San Diego's reversible two-lane HOV portion of Interstate 15 had significant excess capacity. Until recently, the 13-kilometer HOV lanes were used only by two-or-more-person car pools, motorcycles, buses, and emergency vehicles. In December 1996, as part of the value-pricing program, a limited number of solo drivers were allowed to purchase monthly permits (Express Pass) to use the HOV lanes during rush hours. Car pools of two or more persons continued to use the lanes free of charge.
To manage traffic flow, a limited number of Express Passes were issued. The first 500 subscribers were allowed to purchase Express Passes for $50. In February 1997, the number of subscribers allowed to purchase passes was increased to 700. In March 1997, the monthly fee was increased to $70. The following month, an additional 200 subscribers were allowed to participate in the program. Despite these changes, approximately 84 percent of the original customers stayed with the pilot program.
In March 1998, a variable pricing program called "FasTrak" was implemented. Fees are now based on the actual level of congestion in the HOV lanes. A real-time message sign posted in advance of the entrance indicates the current fee. Transponders deduct the fee when the vehicle travels under overhead readers. Tolls range from 50 cents to $4 per one-way trip under normal conditions. More than 5,000 transponders are now in use. Traffic flow is monitored in the express lanes to ensure that the HOV lanes are maintained at free-flow conditions. This project is gaining worldwide attention because it represents the first application of "dynamic pricing," in which the tolls vary — as often as every six minutes — in response to changes in real-time congestion levels. A comprehensive monitoring and evaluation effort is underway to assess the project's impact on traffic flow, modal usage, operational issues, costs, revenues, acceptance, and business activities.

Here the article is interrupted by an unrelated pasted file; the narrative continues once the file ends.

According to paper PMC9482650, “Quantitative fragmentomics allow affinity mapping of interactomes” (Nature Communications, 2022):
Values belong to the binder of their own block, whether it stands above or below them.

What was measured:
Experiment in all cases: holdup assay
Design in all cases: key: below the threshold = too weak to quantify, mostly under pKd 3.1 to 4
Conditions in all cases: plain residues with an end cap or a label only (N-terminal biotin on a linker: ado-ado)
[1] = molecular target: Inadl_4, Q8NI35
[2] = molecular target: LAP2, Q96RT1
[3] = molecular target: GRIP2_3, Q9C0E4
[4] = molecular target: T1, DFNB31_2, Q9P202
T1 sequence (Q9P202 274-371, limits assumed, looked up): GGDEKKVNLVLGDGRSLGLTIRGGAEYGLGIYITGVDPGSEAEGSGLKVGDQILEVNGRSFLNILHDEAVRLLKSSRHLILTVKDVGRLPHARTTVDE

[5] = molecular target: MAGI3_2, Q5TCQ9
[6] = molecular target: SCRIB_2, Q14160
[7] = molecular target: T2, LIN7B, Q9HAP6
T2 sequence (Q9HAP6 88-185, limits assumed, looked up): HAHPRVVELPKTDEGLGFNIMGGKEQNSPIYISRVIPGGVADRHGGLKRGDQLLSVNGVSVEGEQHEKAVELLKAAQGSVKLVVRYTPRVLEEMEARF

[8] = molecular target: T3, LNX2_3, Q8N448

Many I-15 commuters have demonstrated a willingness to pay for the added convenience that FasTrak provides.
"I save about an hour each day. It's incredible," said one user who was quoted in the I-15 Express News. "There's also the savings I wasn't counting on: gas, wear and tear on my car, and wear and tear on me. With FasTrak, what I've bought is peace of mind."
Nonusers of the HOV lanes also benefit from this project because revenues are used to support the operation of a new express bus service.
Because the HOV-3 lanes of the Katy Freeway in Houston had excess capacity, local officials sought ways to increase the use of these HOV lanes while also improving the overall traffic flow on the Katy Freeway. In January 1998, a value-pricing pilot project called "Quick Ride" was implemented. This project allows two-person car pools to use the 21-kilometer stretch of HOV-3 lanes during rush hours for a $2 fee. Car pools of three or more persons continue to use the lanes free of charge.